• Turing machines inspired the construction of the first computers, which were based on the von-Neumann architecture.

• Here, digital memory stores the program and data, including the machine state.

• A Central Processing Unit (CPU) sequentially executes individual instructions in the program through memory read and write operations.

• This fundamental architecture is still shared by most of today’s computers.

**Can Machines Think?**

• So Turing asked: “Can machines think?” He felt that such machines would eventually be constructed.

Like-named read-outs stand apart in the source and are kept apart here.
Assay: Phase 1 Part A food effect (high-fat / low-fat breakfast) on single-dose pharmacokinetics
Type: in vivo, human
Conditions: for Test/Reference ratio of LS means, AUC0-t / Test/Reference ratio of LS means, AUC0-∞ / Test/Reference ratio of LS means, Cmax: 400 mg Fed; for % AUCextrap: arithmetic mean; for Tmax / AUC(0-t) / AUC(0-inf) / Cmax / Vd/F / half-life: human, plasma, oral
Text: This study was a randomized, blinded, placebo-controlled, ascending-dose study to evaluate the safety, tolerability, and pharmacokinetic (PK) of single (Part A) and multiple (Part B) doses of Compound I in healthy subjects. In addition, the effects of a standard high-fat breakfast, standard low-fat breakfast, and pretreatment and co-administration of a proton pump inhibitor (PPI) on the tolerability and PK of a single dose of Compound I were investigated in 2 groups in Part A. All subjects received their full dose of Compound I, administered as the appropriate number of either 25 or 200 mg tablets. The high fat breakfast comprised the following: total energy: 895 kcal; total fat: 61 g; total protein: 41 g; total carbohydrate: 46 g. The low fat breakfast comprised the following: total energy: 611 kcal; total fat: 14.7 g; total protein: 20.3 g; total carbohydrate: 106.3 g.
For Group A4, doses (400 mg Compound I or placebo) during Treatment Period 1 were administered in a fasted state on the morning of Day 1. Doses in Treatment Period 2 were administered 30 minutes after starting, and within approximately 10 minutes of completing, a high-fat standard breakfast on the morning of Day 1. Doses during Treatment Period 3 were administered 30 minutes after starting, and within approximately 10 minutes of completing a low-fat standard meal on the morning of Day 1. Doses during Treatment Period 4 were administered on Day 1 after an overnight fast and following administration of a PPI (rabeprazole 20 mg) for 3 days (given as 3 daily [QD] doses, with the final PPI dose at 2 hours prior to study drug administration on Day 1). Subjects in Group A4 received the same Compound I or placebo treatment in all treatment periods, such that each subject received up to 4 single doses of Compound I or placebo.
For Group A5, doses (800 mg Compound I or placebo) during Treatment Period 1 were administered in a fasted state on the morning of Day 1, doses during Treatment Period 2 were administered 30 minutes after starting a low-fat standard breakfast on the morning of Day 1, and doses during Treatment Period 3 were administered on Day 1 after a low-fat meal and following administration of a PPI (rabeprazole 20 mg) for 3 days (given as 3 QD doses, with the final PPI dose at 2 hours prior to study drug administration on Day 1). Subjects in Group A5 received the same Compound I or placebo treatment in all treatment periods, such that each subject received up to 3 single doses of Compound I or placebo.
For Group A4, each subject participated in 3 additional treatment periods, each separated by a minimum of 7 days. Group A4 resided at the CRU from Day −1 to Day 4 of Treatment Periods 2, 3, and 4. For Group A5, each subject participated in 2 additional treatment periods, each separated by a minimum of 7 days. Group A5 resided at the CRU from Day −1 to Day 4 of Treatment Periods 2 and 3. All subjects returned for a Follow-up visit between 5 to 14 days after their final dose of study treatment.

• But he also realized a bigger problem. How would we know if we’ve succeeded?

**Turing test**

A test to empirically determine whether a computer has achieved intelligence

In a Turing test, the interrogator must determine which respondent is the computer and which is the human.

• Passing the Turing Test does not truly show that the machine was thinking. It simply shows that it generated behavior consistent with thinking.

• Weak equivalence: the two systems (human and computer) are equivalent in results (output), but they do not necessarily arrive at those results in the same way

• Strong equivalence: the two systems use the same internal processes to produce results